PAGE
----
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Bruce Sackrison

Bruce Sackrison is a Napa Valley Register columnist who will write about property and casualty insurance matters.

Life insurance is a mystery to many people. And the mystery can cause mistakes.

My new series will focus on four big mistakes people make with life insurance. This week, let’s look at the first mistake: Not enough life insurance, or none at all.

How many people have life insurance?

Almost 60 percent of adults in America carry some form of life insurance. Much of that is employer-sponsored term insurance.

Many of the already insured say that they don’t have enough.

Among the “no life insurance” group, one in five say that they need life insurance.

In short, there are a lot of people who have no life insurance, and a large group of people who don’t have enough.

And I believe that’s a serious mistake. Here’s why:

Everyone should have life insurance.

Life insurance creates an instant legacy.

It’s truly an unselfish gift of love. You’ll never see the relief on the faces of loved ones who benefit from your careful planning.

But your generosity will live on for years in the lives of those close to your heart.

The legacy ought to replace a lifetime of earnings and also fulfill loving wishes for family that can extend for decades.

But most people don’t have enough life insurance to accomplish that.

Life insurance isn’t just for “mom and dad.”

Even if the kids are grown, you can leave a legacy for your grandchildren. A good start in life. Money to give them the freedom of educational choices.

Life insurance can also extend your generosity to many others long after you’re gone.

Do you have a charitable organization that you’ve given time and money to? Imagine your final breath meaning the continued life of an organization that serves your neighbor in need.

“I get life insurance through work. Isn’t that enough?”

Work-supplied life insurance usually falls into the “not enough” category.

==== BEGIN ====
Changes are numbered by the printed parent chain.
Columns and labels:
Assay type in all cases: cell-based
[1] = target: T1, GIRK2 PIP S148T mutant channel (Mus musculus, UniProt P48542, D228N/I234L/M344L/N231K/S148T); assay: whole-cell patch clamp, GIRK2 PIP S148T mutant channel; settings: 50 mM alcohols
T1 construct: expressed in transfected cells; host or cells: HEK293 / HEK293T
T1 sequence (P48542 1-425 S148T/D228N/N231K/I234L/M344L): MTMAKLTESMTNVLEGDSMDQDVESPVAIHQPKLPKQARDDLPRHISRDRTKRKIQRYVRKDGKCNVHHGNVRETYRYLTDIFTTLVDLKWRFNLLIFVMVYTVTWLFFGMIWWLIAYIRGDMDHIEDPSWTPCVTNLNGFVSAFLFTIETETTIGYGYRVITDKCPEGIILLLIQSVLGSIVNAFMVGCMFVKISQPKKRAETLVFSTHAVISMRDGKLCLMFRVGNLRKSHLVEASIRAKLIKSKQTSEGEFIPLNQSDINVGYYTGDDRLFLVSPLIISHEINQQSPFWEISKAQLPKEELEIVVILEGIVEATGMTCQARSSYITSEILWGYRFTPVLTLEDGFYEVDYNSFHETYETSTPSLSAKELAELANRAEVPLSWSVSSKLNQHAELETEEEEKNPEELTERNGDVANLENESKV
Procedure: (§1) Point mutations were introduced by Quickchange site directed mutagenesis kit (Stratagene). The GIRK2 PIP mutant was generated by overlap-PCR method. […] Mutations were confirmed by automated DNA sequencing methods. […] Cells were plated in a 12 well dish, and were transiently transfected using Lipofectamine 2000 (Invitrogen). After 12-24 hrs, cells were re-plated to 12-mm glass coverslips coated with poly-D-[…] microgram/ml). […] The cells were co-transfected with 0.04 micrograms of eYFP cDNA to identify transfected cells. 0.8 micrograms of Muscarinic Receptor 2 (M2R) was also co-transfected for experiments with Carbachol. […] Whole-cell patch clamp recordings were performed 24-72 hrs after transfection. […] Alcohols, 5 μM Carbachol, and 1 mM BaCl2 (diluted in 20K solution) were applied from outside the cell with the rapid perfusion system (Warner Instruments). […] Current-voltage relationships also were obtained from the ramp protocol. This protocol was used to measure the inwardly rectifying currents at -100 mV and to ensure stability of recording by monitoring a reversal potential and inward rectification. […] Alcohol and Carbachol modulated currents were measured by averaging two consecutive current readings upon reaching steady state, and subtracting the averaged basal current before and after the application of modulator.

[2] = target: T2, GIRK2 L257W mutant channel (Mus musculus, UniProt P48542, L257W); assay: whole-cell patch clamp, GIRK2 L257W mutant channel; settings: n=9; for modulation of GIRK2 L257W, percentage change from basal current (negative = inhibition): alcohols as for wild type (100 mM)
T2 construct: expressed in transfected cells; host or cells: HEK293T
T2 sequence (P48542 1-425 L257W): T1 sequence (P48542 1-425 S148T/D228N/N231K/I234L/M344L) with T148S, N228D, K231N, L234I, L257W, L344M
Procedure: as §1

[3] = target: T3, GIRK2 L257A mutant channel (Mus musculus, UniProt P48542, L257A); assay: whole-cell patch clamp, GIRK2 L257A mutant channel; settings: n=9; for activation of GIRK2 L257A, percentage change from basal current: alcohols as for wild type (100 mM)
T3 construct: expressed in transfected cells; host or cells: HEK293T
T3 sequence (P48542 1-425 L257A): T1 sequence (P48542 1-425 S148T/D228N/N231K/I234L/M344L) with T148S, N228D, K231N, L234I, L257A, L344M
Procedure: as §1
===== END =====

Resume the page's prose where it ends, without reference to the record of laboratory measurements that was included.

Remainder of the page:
It’s only good as long as you work at the same job. In addition, the amount of coverage is usually small, typically just a year or two’s salary.... hardly enough to replace a lifetime of earnings.

You can convert it to a personal policy after you quit, but usually at a much higher price.

“I’ll wait. I can always get it later.”

Putting it off, even for one day, can have a disastrous affect. Why?

Because only healthy people can get life insurance. And none of us are guaranteed good health tomorrow. It works like this:

“When you don’t need it, you can get it; when you do need it, you can’t.”

Procrastinating Paul

Paul (our fictional character of the week) was a young man who fell in love and was ready to get married.

He had never thought about life insurance before. He was single. Why would he?

But now, getting married, it sounded like a great idea! He’d get around to it... eventually. No rush. He was young, healthy, and going to live for years.

Paul and his wife had a child. And then another.

Life insurance? Sure. Some day. He had forever.

Until the day they found the lump.

Rare, they said. Chemo, they said. A fight to survive.

Suddenly, his procrastination took his choice away.

Life insurance became the gift he wanted to give his family if things went badly. And it became the gift he couldn’t buy at any cost.

My advice:

If you are like many folks, you may not have enough life insurance.

Don’t be embarrassed. Call your trusted local agent and have an informal chat about it.

Make sure today, while you still have your health, that the dreams of tomorrow are protected.

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Bruce Sackrison is an insurance property and casualty broker affiliated with Professional Insurance Associates. He is at 707-931-0186 or